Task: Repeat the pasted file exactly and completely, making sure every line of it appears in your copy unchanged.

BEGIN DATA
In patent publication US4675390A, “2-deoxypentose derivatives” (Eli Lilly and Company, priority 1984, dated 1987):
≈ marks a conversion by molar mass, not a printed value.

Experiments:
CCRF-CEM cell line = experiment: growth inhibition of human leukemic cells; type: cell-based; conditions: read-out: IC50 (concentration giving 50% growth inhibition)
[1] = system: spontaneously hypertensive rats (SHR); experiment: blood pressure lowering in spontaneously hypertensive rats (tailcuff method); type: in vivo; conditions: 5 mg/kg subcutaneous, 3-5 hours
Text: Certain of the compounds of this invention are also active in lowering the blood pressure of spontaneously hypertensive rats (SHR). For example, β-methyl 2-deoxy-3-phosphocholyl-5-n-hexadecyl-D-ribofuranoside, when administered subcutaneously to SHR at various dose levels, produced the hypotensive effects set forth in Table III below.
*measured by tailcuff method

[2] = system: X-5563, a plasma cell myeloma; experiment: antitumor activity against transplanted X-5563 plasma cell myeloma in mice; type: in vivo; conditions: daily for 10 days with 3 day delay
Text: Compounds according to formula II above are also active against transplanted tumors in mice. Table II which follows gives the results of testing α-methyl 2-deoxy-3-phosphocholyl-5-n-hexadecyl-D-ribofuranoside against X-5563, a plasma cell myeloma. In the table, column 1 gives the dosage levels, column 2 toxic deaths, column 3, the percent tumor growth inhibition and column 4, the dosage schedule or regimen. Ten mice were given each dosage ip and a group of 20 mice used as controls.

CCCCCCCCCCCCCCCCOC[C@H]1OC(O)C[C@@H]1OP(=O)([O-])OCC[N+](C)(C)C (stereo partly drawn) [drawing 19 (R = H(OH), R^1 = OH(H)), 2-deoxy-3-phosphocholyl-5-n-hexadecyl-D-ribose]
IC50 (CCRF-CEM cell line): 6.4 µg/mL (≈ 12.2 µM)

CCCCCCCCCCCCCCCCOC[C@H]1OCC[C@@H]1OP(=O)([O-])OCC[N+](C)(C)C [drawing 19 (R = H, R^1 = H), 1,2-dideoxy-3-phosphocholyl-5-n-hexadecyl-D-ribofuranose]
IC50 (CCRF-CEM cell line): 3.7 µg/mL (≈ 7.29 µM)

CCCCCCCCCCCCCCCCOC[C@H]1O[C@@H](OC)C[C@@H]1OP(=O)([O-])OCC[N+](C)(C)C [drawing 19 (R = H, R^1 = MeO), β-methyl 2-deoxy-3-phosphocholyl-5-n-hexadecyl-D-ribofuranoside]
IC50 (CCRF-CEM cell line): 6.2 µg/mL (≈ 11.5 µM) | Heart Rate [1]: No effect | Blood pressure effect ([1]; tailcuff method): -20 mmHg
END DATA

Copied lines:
In patent publication US4675390A, “2-deoxypentose derivatives” (Eli Lilly and Company, priority 1984, dated 1987):
≈ marks a conversion by molar mass, not a printed value.

Experiments:
CCRF-CEM cell line = experiment: growth inhibition of human leukemic cells; type: cell-based; conditions: read-out: IC50 (concentration giving 50% growth inhibition)
[1] = system: spontaneously hypertensive rats (SHR); experiment: blood pressure lowering in spontaneously hypertensive rats (tailcuff method); type: in vivo; conditions: 5 mg/kg subcutaneous, 3-5 hours
Text: Certain of the compounds of this invention are also active in lowering the blood pressure of spontaneously hypertensive rats (SHR). For example, β-methyl 2-deoxy-3-phosphocholyl-5-n-hexadecyl-D-ribofuranoside, when administered subcutaneously to SHR at various dose levels, produced the hypotensive effects set forth in Table III below.
*measured by tailcuff method

[2] = system: X-5563, a plasma cell myeloma; experiment: antitumor activity against transplanted X-5563 plasma cell myeloma in mice; type: in vivo; conditions: daily for 10 days with 3 day delay
Text: Compounds according to formula II above are also active against transplanted tumors in mice. Table II which follows gives the results of testing α-methyl 2-deoxy-3-phosphocholyl-5-n-hexadecyl-D-ribofuranoside against X-5563, a plasma cell myeloma. In the table, column 1 gives the dosage levels, column 2 toxic deaths, column 3, the percent tumor growth inhibition and column 4, the dosage schedule or regimen. Ten mice were given each dosage ip and a group of 20 mice used as controls.

CCCCCCCCCCCCCCCCOC[C@H]1OC(O)C[C@@H]1OP(=O)([O-])OCC[N+](C)(C)C (stereo partly drawn) [drawing 19 (R = H(OH), R^1 = OH(H)), 2-deoxy-3-phosphocholyl-5-n-hexadecyl-D-ribose]
IC50 (CCRF-CEM cell line): 6.4 µg/mL (≈ 12.2 µM)

CCCCCCCCCCCCCCCCOC[C@H]1OCC[C@@H]1OP(=O)([O-])OCC[N+](C)(C)C [drawing 19 (R = H, R^1 = H), 1,2-dideoxy-3-phosphocholyl-5-n-hexadecyl-D-ribofuranose]
IC50 (CCRF-CEM cell line): 3.7 µg/mL (≈ 7.29 µM)

CCCCCCCCCCCCCCCCOC[C@H]1O[C@@H](OC)C[C@@H]1OP(=O)([O-])OCC[N+](C)(C)C [drawing 19 (R = H, R^1 = MeO), β-methyl 2-deoxy-3-phosphocholyl-5-n-hexadecyl-D-ribofuranoside]
IC50 (CCRF-CEM cell line): 6.2 µg/mL (≈ 11.5 µM) | Heart Rate [1]: No effect | Blood pressure effect ([1]; tailcuff method): -20 mmHg